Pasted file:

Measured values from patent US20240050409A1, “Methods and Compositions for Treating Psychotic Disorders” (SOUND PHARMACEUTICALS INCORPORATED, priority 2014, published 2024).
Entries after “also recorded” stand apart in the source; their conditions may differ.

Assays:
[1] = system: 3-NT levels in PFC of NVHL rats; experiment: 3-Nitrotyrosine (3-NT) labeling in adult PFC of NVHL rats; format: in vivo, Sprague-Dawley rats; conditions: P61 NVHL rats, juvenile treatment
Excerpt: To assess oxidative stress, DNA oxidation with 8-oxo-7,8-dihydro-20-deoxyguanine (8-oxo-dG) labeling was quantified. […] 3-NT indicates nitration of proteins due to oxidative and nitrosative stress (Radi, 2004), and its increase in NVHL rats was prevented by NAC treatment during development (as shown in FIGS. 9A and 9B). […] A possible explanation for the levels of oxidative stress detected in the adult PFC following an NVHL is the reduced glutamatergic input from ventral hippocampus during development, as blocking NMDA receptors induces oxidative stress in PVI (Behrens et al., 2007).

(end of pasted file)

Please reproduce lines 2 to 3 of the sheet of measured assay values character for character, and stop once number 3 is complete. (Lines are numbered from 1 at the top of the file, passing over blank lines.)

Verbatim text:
Entries after “also recorded” stand apart in the source; their conditions may differ.

Assays: